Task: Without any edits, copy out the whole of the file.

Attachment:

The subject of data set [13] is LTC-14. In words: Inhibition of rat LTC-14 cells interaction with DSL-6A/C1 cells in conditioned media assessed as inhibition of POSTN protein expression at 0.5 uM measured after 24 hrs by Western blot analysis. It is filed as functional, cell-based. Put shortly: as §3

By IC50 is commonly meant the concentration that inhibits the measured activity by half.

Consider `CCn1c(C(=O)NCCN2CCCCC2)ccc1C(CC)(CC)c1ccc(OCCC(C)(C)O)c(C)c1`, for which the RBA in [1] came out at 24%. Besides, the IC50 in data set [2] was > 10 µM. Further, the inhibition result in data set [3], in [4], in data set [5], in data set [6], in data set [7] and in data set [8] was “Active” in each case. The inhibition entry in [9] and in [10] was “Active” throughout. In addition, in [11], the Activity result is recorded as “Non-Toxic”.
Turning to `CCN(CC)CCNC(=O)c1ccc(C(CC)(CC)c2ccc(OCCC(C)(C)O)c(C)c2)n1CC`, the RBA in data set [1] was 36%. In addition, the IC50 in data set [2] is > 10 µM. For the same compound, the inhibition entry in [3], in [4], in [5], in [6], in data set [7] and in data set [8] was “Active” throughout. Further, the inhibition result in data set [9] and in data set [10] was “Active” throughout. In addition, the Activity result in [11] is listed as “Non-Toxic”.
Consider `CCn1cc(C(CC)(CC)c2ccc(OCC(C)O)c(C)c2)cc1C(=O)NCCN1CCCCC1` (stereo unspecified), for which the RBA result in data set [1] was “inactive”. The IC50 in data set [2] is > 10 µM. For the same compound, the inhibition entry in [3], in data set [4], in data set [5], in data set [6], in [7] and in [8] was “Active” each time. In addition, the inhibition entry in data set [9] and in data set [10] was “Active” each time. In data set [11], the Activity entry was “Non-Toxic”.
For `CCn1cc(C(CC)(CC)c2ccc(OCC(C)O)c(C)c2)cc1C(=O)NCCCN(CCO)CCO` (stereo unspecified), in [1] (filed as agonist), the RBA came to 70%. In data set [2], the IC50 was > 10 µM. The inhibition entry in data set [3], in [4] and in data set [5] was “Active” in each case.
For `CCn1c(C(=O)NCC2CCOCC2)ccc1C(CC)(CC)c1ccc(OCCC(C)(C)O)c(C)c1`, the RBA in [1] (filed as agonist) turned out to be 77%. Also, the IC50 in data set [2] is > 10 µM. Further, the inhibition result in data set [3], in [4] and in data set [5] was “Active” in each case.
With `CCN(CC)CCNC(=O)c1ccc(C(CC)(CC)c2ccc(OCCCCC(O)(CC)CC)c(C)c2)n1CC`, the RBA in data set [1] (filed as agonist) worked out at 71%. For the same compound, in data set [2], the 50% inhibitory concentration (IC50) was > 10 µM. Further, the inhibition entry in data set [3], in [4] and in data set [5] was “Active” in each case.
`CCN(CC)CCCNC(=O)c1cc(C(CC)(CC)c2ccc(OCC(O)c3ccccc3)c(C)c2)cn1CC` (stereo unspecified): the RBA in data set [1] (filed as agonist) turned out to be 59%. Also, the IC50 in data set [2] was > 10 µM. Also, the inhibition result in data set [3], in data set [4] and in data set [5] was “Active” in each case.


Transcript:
The subject of data set [13] is LTC-14. In words: Inhibition of rat LTC-14 cells interaction with DSL-6A/C1 cells in conditioned media assessed as inhibition of POSTN protein expression at 0.5 uM measured after 24 hrs by Western blot analysis. It is filed as functional, cell-based. Put shortly: as §3

By IC50 is commonly meant the concentration that inhibits the measured activity by half.

Consider `CCn1c(C(=O)NCCN2CCCCC2)ccc1C(CC)(CC)c1ccc(OCCC(C)(C)O)c(C)c1`, for which the RBA in [1] came out at 24%. Besides, the IC50 in data set [2] was > 10 µM. Further, the inhibition result in data set [3], in [4], in data set [5], in data set [6], in data set [7] and in data set [8] was “Active” in each case. The inhibition entry in [9] and in [10] was “Active” throughout. In addition, in [11], the Activity result is recorded as “Non-Toxic”.
Turning to `CCN(CC)CCNC(=O)c1ccc(C(CC)(CC)c2ccc(OCCC(C)(C)O)c(C)c2)n1CC`, the RBA in data set [1] was 36%. In addition, the IC50 in data set [2] is > 10 µM. For the same compound, the inhibition entry in [3], in [4], in [5], in [6], in data set [7] and in data set [8] was “Active” throughout. Further, the inhibition result in data set [9] and in data set [10] was “Active” throughout. In addition, the Activity result in [11] is listed as “Non-Toxic”.
Consider `CCn1cc(C(CC)(CC)c2ccc(OCC(C)O)c(C)c2)cc1C(=O)NCCN1CCCCC1` (stereo unspecified), for which the RBA result in data set [1] was “inactive”. The IC50 in data set [2] is > 10 µM. For the same compound, the inhibition entry in [3], in data set [4], in data set [5], in data set [6], in [7] and in [8] was “Active” each time. In addition, the inhibition entry in data set [9] and in data set [10] was “Active” each time. In data set [11], the Activity entry was “Non-Toxic”.
For `CCn1cc(C(CC)(CC)c2ccc(OCC(C)O)c(C)c2)cc1C(=O)NCCCN(CCO)CCO` (stereo unspecified), in [1] (filed as agonist), the RBA came to 70%. In data set [2], the IC50 was > 10 µM. The inhibition entry in data set [3], in [4] and in data set [5] was “Active” in each case.
For `CCn1c(C(=O)NCC2CCOCC2)ccc1C(CC)(CC)c1ccc(OCCC(C)(C)O)c(C)c1`, the RBA in [1] (filed as agonist) turned out to be 77%. Also, the IC50 in data set [2] is > 10 µM. Further, the inhibition result in data set [3], in [4] and in data set [5] was “Active” in each case.
With `CCN(CC)CCNC(=O)c1ccc(C(CC)(CC)c2ccc(OCCCCC(O)(CC)CC)c(C)c2)n1CC`, the RBA in data set [1] (filed as agonist) worked out at 71%. For the same compound, in data set [2], the 50% inhibitory concentration (IC50) was > 10 µM. Further, the inhibition entry in data set [3], in [4] and in data set [5] was “Active” in each case.
`CCN(CC)CCCNC(=O)c1cc(C(CC)(CC)c2ccc(OCC(O)c3ccccc3)c(C)c2)cn1CC` (stereo unspecified): the RBA in data set [1] (filed as agonist) turned out to be 59%. Also, the IC50 in data set [2] was > 10 µM. Also, the inhibition result in data set [3], in data set [4] and in data set [5] was “Active” in each case.